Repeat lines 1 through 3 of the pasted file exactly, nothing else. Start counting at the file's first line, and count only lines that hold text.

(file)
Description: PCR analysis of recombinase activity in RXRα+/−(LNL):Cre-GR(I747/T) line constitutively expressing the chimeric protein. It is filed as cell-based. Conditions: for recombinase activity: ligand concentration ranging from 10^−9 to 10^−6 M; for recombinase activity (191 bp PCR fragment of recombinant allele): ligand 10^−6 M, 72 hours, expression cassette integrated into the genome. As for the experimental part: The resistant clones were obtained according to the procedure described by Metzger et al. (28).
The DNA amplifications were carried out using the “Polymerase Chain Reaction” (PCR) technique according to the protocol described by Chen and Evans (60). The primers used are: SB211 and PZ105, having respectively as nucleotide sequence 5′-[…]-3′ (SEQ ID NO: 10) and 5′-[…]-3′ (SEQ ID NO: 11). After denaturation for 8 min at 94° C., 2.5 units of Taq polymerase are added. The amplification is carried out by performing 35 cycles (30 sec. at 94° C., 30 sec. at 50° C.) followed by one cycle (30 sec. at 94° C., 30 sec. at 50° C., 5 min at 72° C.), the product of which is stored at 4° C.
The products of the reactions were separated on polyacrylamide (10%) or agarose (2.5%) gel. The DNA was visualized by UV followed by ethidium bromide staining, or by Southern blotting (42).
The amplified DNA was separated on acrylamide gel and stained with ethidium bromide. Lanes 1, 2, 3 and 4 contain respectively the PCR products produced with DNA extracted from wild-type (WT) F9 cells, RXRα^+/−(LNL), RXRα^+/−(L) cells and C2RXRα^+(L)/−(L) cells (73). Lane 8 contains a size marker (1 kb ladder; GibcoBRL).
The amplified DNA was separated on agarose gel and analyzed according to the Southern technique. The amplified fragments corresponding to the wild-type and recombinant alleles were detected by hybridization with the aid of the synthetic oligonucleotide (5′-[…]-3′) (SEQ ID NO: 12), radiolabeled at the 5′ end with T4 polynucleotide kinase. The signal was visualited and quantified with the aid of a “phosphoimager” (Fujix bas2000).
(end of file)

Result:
Description: PCR analysis of recombinase activity in RXRα+/−(LNL):Cre-GR(I747/T) line constitutively expressing the chimeric protein. It is filed as cell-based. Conditions: for recombinase activity: ligand concentration ranging from 10^−9 to 10^−6 M; for recombinase activity (191 bp PCR fragment of recombinant allele): ligand 10^−6 M, 72 hours, expression cassette integrated into the genome. As for the experimental part: The resistant clones were obtained according to the procedure described by Metzger et al. (28).
The DNA amplifications were carried out using the “Polymerase Chain Reaction” (PCR) technique according to the protocol described by Chen and Evans (60). The primers used are: SB211 and PZ105, having respectively as nucleotide sequence 5′-[…]-3′ (SEQ ID NO: 10) and 5′-[…]-3′ (SEQ ID NO: 11). After denaturation for 8 min at 94° C., 2.5 units of Taq polymerase are added. The amplification is carried out by performing 35 cycles (30 sec. at 94° C., 30 sec. at 50° C.) followed by one cycle (30 sec. at 94° C., 30 sec. at 50° C., 5 min at 72° C.), the product of which is stored at 4° C.
The products of the reactions were separated on polyacrylamide (10%) or agarose (2.5%) gel. The DNA was visualized by UV followed by ethidium bromide staining, or by Southern blotting (42).